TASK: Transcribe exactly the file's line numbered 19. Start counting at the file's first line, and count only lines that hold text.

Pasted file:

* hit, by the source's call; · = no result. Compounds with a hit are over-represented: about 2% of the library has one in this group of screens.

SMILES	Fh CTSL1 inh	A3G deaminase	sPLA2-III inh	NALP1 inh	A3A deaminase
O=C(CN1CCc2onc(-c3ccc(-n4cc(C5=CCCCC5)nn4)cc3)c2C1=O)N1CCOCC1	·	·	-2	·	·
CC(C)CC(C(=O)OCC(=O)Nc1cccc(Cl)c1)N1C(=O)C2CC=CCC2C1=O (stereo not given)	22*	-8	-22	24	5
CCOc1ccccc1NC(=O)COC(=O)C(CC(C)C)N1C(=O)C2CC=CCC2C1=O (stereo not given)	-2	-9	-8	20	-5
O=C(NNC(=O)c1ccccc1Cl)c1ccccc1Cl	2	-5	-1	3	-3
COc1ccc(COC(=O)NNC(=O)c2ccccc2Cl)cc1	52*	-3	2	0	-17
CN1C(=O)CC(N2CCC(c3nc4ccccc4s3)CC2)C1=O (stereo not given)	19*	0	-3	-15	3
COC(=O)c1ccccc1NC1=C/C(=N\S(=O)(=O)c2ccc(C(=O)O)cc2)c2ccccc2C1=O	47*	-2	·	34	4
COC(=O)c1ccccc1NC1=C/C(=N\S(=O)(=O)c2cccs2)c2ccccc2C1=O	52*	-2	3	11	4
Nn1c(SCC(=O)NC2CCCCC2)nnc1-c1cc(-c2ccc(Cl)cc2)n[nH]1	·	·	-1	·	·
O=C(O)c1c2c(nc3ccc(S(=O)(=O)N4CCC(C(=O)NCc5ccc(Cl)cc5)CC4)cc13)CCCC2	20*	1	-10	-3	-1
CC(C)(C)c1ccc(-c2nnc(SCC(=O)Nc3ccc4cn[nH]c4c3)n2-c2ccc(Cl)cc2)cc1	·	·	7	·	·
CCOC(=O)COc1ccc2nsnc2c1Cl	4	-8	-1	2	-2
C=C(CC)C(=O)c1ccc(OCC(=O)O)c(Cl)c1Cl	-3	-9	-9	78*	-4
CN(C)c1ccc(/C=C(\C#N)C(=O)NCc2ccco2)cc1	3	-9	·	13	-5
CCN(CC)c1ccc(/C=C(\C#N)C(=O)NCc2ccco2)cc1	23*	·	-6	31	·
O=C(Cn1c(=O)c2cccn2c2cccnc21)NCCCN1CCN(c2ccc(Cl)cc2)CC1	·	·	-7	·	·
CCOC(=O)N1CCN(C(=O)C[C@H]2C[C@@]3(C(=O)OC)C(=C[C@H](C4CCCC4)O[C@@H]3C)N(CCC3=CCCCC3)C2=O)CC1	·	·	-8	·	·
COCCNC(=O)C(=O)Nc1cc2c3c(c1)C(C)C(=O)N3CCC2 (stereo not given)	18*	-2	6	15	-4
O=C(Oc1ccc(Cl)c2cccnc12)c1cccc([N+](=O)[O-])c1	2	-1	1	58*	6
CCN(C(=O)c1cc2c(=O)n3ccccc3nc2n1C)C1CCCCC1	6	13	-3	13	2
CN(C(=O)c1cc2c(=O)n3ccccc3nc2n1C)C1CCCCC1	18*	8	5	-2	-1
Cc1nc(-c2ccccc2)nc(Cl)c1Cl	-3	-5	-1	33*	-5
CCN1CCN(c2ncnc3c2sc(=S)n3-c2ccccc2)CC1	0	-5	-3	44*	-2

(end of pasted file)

CCOC(=O)N1CCN(C(=O)C[C@H]2C[C@@]3(C(=O)OC)C(=C[C@H](C4CCCC4)O[C@@H]3C)N(CCC3=CCCCC3)C2=O)CC1	·	·	-8	·	·